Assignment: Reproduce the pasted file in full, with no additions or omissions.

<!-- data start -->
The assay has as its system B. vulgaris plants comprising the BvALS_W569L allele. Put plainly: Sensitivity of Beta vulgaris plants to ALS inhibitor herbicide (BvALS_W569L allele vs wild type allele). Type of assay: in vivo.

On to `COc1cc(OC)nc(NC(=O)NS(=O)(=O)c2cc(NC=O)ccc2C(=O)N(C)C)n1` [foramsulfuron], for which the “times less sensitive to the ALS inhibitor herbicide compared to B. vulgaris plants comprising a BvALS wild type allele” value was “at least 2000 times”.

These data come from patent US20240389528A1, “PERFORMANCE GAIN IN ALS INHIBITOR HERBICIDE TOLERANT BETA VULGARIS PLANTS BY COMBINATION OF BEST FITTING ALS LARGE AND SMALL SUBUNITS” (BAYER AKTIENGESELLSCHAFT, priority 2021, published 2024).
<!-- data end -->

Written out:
The assay has as its system B. vulgaris plants comprising the BvALS_W569L allele. Put plainly: Sensitivity of Beta vulgaris plants to ALS inhibitor herbicide (BvALS_W569L allele vs wild type allele). Type of assay: in vivo.

On to `COc1cc(OC)nc(NC(=O)NS(=O)(=O)c2cc(NC=O)ccc2C(=O)N(C)C)n1` [foramsulfuron], for which the “times less sensitive to the ALS inhibitor herbicide compared to B. vulgaris plants comprising a BvALS wild type allele” value was “at least 2000 times”.

These data come from patent US20240389528A1, “PERFORMANCE GAIN IN ALS INHIBITOR HERBICIDE TOLERANT BETA VULGARIS PLANTS BY COMBINATION OF BEST FITTING ALS LARGE AND SMALL SUBUNITS” (BAYER AKTIENGESELLSCHAFT, priority 2021, published 2024).